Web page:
So what will San Francisco do with all that money? The 9ers could really put pressure on their divisional rivals by making plays for Trumaine Johnson, Sammy Watkins, and John Sullivan of the Rams. These moves address positions of need for the 9ers while also hurting Los Angeles if they lose any.
One move I will predict way too early: The 49ers sign WR Jarvis Landry.
San Francisco’s biggest need is a true edge rusher and if the Cowboys don’t tag DeMarcus Lawrence and allow him to hit the open market, I could envision the 9ers overpaying to make sure they secure his talents. Ezekiel Ansah is another option but he is three years older than Lawrence.
It really isn’t hard to envision San Francisco making a run at any top-tier free agent given how much money they have available to them. Malcolm Butler is another option for the team at corner.
San Francisco sits at the 9th pick in the draft. They don’t have their own second-round pick due to the Garoppolo trade, but thanks to 2017 draft day trades, San Francisco has the Saints’ second-round pick, and the Bears’ third-round pick in addition to their own third-round pick. It is easy to see the 9ers moving down from the 9th pick to try and add even more selections/recoup a second-rounder if they aren’t in love with what falls to them, or if another team is eager to move up and secure a certain player. On the other hand, depending on how free agency goes San Francisco could easily sit there at the 9th pick and take whoever they deem is the best player available.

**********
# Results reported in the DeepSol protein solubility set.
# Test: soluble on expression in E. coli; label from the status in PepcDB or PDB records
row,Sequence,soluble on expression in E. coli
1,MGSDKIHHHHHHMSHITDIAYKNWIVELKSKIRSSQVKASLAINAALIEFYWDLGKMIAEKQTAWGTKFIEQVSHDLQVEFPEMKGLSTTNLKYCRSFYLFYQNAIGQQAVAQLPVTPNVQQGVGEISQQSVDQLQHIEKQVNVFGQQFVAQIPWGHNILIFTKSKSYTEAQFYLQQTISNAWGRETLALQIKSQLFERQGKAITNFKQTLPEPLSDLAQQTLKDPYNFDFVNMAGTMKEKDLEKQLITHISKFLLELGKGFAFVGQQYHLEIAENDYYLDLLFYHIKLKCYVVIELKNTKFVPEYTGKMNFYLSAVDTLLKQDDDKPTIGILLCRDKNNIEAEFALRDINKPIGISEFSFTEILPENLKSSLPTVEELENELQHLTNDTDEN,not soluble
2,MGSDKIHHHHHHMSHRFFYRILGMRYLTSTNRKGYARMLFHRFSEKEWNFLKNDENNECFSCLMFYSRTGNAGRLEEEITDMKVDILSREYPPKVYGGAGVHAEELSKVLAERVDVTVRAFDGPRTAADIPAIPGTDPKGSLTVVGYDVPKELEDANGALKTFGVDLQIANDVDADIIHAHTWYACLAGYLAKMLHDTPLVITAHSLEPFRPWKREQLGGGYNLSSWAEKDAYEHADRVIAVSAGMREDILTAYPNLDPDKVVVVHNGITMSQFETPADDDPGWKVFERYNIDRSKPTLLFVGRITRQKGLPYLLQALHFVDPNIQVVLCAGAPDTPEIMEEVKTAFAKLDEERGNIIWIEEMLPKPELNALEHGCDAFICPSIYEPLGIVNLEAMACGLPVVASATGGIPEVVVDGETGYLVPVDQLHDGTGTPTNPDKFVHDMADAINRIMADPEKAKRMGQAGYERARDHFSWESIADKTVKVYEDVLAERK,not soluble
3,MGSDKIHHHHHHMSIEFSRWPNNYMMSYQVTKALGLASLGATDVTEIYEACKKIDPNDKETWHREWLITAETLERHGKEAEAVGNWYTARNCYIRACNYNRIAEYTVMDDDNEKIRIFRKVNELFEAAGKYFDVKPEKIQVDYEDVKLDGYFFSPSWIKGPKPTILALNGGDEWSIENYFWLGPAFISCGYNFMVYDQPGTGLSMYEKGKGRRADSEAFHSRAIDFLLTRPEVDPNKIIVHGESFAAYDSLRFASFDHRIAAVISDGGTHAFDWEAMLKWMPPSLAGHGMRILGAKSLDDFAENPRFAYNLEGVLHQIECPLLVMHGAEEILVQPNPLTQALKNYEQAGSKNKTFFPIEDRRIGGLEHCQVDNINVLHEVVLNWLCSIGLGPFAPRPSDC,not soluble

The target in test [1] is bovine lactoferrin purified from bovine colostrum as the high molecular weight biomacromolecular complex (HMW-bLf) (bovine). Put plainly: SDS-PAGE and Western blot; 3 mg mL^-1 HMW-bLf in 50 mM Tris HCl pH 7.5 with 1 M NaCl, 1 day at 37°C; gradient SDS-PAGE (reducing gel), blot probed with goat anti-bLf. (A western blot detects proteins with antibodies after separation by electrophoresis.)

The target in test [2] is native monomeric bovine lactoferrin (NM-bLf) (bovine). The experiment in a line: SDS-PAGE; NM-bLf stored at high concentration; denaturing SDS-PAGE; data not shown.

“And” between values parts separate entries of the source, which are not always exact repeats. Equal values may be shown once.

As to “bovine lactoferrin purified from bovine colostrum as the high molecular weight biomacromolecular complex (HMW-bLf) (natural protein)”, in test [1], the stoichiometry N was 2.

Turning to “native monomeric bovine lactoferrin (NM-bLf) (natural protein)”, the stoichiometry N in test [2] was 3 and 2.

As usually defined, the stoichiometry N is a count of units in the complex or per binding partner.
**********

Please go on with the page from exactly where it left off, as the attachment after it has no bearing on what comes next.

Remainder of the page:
The world is currently San Francisco’s oyster. They have their GM, coach and QB to go along with seemingly unlimited financial resources and a top ten pick in the 2018 NFL Draft (sorry).
Seattle Seahawks 9-7, 2nd NFC West
I’ve previously touched upon the looming cap decisions the Seahawks will have to make in 2018, and so has everyone else. I hate to rehash the entire thing but that’s sort of the point to the article so here we go:
The Seahawks are looking at only $14.8 million of cap space before re-signing any of their own players or accounting for draft picks.
Their biggest free agents are: TE Jimmy Graham, G Luke Joeckel, RB Eddie Lacy, DT Sheldon Richardson, WR Paul Richardson and CB Byron Maxwell.
I would have to prognosticate that Eddie Lacy and Luke Joeckel are as good as gone. If Graham doesn’t demand too much money I think it is possible he stays, but I think the odds are he will take a bigger payday somewhere else.
Maxwell enjoyed a resurgent season his first year back in Seattle but was limited to only seven games. The Seahawks will have to give Maxwell a significant pay raise from the $900,000 he made in 2017 if they want to keep him around, which I’m sure they do since Jeremy Lane will not be a Seahawk in 2018. Not only did Seattle already try to trade Lane away in 2017, and have it fail, but Lane was arrested for a DUI where he told the cop he was “more high than anything.” Also, releasing Lane would save the Seahawks nearly $5 million on their cap sheet.
Richardson was second on the team in receiving yards and third in receiving touchdowns in 2017 and brings a speed threat to Seattle’s passing game.